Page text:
Although their yearning for simpler times was understandable, and their rebellion against premature assumption of undeserved mantles was probably justified, the solution arrived at by the so-called Rtviks only created new problems and divided the movement to no purpose. With their stubborn and nonsensical insistence on arrogating more importance to two words interpreted according to the light of their dim, guttering candles, or to a single letter sent on a certain date to a few disciples, than to the comprehensive intellectual unity of his 12 years of lectures and books, the Rtviks deliberately attempted to put Prabhupada in an impossible position. No reasonable person, even a far-seeing one, and I definitely include Srila Prabhupada among the company of the reasonable and far-seeing, could have imagined every possible way in which a latter-day motivated spiritual dilettante could screw out some pretended meaning from Srila Prabhupada's and Sri Chaitanya Mahaprabhu's plain words, and then acted in advance exhaustively to prevent and forestall them all. Therefore argumentative "challenges" to produce a certain phrase, as a sort of acid test, can never be met.
For Srila Prabhupada's initiated disciples, and for those who met or knew him, he remains permanently alive in their memories. For those who never knew him during his manifest pastimes, he cannot be alive to them in any ordinary usage of the word. Just as Baladeva Vidyabhusana, Narottama das Thakur and Sripad Madhvacarya have all disappeared from our view, so has Srila Prabhupada. Naturally, his published books -- particularly his Bhagavad-gita and multi-volume Srimad Bhagavatam, with their brilliant and detailed synthesis of the commentaries of Srila Visvanath Cakravarti Thakur, Srila Sridhar Swami, Srila Jiva Goswami and other standard Gaudiya Vaisnava commentators -- remain, as do the Govinda-Bhasya of Baladeva, the bhajans of Narottama and the commentaries of Madhva on the Gita and Upanisads. But no one can lick molasses from his elbow, or take initiation from a book.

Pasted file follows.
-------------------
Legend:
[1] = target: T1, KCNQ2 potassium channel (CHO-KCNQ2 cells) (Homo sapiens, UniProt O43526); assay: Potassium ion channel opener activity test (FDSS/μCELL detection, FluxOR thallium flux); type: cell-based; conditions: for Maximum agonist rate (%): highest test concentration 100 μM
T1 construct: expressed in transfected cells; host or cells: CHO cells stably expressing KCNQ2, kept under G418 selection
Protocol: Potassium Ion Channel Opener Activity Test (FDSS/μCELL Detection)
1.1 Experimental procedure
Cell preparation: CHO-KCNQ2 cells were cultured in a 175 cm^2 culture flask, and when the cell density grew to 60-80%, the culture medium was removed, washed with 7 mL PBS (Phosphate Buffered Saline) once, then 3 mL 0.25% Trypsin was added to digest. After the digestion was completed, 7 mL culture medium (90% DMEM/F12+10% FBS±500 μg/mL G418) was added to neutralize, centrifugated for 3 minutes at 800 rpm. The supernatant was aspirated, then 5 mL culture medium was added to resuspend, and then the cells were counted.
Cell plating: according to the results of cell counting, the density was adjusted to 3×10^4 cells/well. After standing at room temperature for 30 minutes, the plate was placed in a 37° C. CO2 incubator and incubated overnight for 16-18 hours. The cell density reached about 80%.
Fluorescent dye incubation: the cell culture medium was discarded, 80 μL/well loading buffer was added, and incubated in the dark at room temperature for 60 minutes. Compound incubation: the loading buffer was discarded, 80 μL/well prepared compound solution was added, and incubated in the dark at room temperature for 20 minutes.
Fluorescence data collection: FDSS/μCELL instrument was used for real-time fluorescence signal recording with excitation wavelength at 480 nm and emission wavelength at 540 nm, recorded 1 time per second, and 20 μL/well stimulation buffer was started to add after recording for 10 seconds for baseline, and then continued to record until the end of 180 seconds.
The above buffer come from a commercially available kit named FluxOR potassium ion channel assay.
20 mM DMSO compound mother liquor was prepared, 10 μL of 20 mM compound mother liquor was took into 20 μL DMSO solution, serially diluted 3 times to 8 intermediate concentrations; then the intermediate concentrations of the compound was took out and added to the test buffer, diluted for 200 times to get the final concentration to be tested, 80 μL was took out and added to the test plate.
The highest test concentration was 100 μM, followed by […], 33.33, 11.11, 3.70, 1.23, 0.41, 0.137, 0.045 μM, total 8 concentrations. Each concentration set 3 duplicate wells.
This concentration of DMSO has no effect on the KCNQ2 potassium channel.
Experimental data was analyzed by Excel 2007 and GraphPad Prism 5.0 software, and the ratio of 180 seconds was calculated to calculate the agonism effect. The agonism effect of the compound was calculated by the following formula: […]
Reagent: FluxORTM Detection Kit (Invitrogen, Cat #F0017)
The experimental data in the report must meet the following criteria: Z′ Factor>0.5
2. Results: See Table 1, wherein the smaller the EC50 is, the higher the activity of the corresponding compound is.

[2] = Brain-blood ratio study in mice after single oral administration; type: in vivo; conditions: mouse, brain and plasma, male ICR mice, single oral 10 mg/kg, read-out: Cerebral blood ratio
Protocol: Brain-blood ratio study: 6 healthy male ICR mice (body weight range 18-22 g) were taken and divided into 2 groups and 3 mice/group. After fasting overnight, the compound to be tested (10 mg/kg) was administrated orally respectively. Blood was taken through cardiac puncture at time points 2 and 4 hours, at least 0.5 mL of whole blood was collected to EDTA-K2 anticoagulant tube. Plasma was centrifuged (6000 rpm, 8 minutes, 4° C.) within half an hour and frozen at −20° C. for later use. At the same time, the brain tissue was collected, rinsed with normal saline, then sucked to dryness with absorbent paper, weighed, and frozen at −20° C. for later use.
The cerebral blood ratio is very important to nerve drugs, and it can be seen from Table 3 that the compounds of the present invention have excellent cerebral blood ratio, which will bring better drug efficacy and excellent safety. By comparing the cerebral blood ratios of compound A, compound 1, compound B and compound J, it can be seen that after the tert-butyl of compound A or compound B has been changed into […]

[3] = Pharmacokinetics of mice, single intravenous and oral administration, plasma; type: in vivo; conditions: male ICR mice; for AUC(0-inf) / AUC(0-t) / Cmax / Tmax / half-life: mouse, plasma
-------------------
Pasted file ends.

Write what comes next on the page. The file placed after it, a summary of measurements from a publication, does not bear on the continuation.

Srila Prabhupada often related the parable of the medical student and the law student who have learned much from volumes of books. Nevertheless, unless they study with recognized medicine or law professors, then serve a period of apprenticeship as a resident intern or a law clerk, and pass stringent wRten and oral exams administered by qualified persons, they cannot be accepted as a doctor or lawyer simply on the basis of even very considerable book learning.